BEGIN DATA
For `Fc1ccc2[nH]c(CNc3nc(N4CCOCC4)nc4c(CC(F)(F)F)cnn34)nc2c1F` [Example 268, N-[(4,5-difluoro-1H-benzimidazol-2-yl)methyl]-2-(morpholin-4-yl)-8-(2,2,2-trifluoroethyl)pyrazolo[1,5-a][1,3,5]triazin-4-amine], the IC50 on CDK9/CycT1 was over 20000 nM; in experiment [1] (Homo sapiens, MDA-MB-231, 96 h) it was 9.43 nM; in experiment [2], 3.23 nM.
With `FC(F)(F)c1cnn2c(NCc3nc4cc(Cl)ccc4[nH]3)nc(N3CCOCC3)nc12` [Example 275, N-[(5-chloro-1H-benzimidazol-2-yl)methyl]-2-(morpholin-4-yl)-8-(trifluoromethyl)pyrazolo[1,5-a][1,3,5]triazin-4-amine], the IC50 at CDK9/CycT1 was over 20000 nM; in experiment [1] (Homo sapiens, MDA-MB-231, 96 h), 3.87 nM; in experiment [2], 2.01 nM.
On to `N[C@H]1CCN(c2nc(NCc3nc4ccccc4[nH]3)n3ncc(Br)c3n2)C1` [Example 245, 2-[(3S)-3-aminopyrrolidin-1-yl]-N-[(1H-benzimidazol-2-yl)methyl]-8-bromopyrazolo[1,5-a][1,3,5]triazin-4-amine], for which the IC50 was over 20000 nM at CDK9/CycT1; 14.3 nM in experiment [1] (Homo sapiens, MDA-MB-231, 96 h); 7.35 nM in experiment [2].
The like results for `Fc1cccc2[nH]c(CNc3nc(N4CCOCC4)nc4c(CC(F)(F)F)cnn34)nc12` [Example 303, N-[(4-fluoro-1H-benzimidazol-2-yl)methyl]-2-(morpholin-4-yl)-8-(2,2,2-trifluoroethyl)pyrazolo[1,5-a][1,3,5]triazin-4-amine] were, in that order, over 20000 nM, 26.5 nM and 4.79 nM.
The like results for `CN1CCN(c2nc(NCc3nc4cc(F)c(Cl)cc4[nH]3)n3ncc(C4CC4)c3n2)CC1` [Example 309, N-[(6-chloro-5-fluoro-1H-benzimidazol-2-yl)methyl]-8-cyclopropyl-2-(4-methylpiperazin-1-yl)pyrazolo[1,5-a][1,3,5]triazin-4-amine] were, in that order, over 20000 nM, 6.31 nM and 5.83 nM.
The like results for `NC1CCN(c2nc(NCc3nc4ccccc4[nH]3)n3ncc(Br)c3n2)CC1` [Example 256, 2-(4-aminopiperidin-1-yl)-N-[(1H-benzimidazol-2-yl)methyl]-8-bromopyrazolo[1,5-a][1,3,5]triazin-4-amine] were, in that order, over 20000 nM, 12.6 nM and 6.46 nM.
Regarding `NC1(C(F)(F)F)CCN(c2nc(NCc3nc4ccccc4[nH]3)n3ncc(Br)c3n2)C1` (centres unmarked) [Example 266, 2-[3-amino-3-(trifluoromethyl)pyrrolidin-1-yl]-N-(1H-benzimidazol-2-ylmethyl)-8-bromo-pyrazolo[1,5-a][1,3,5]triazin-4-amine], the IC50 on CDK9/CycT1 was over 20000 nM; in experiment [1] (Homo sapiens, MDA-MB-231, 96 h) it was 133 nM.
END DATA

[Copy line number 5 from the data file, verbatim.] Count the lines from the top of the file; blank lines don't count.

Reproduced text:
The like results for `CN1CCN(c2nc(NCc3nc4cc(F)c(Cl)cc4[nH]3)n3ncc(C4CC4)c3n2)CC1` [Example 309, N-[(6-chloro-5-fluoro-1H-benzimidazol-2-yl)methyl]-8-cyclopropyl-2-(4-methylpiperazin-1-yl)pyrazolo[1,5-a][1,3,5]triazin-4-amine] were, in that order, over 20000 nM, 6.31 nM and 5.83 nM.